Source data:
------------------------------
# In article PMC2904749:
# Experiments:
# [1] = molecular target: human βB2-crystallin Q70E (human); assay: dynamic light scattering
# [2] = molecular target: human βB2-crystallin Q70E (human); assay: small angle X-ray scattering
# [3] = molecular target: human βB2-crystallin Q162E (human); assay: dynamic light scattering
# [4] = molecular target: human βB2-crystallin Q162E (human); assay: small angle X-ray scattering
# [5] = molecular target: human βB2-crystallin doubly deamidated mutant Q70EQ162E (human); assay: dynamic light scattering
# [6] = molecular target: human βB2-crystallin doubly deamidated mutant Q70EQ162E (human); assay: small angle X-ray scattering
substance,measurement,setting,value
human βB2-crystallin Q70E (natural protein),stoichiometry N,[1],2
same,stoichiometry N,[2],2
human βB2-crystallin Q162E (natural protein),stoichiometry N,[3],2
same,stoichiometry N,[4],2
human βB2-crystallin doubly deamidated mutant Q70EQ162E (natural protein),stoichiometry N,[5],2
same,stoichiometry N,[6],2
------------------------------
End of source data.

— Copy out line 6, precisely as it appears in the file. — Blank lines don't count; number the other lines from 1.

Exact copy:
# [4] = molecular target: human βB2-crystallin Q162E (human); assay: small angle X-ray scattering